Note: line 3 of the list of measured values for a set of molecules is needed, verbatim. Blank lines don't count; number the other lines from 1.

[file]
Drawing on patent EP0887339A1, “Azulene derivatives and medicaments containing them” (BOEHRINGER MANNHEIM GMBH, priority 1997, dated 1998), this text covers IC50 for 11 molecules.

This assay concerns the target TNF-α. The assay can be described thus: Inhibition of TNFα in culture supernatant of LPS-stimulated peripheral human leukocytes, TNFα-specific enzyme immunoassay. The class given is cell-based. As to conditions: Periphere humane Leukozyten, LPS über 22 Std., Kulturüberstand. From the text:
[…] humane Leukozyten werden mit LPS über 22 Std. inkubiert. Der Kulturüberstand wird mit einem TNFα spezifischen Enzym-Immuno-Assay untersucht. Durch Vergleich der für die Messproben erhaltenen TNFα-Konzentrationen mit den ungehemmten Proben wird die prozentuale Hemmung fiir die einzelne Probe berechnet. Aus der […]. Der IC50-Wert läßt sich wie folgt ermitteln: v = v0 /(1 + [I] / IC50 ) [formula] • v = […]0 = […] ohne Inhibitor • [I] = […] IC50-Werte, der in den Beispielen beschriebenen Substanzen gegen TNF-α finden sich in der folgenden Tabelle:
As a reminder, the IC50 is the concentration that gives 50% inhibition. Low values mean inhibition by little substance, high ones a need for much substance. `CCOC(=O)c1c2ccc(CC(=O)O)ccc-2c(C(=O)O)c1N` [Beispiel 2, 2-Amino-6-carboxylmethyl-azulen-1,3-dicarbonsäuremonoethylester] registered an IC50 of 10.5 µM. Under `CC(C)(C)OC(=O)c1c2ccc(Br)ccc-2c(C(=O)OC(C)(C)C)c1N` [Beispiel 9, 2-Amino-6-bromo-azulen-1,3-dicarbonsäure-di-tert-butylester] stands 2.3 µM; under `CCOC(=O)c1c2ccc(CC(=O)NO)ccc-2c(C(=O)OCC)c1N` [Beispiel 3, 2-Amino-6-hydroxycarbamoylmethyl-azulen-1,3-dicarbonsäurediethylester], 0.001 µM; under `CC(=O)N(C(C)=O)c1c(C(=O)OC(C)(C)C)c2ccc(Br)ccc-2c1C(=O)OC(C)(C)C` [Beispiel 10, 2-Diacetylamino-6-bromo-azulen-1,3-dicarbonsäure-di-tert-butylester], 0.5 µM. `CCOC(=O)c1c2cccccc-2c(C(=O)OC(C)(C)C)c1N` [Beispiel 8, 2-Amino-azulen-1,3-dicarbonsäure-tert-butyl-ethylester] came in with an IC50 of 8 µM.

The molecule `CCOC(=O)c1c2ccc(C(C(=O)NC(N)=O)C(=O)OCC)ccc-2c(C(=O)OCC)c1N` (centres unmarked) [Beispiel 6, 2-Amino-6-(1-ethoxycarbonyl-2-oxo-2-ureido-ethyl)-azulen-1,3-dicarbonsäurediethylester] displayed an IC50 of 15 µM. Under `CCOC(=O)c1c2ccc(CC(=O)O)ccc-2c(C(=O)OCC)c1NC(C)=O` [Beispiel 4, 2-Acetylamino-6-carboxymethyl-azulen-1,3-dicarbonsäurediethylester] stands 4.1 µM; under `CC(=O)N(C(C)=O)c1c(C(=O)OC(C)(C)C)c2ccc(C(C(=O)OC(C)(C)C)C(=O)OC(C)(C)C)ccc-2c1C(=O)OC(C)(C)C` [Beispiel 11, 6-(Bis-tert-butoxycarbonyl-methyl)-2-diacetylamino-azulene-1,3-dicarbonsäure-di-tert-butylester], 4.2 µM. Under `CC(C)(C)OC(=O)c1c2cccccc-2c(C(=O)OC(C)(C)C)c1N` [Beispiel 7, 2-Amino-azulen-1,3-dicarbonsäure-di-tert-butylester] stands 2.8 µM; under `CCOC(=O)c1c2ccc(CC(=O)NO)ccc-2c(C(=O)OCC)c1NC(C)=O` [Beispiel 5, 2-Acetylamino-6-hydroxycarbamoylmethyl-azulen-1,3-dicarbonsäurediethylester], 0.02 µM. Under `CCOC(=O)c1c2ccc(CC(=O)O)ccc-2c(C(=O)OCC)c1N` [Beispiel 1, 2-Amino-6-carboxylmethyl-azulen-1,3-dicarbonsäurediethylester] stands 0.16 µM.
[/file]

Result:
[…] humane Leukozyten werden mit LPS über 22 Std. inkubiert. Der Kulturüberstand wird mit einem TNFα spezifischen Enzym-Immuno-Assay untersucht. Durch Vergleich der für die Messproben erhaltenen TNFα-Konzentrationen mit den ungehemmten Proben wird die prozentuale Hemmung fiir die einzelne Probe berechnet. Aus der […]. Der IC50-Wert läßt sich wie folgt ermitteln: v = v0 /(1 + [I] / IC50 ) [formula] • v = […]0 = […] ohne Inhibitor • [I] = […] IC50-Werte, der in den Beispielen beschriebenen Substanzen gegen TNF-α finden sich in der folgenden Tabelle: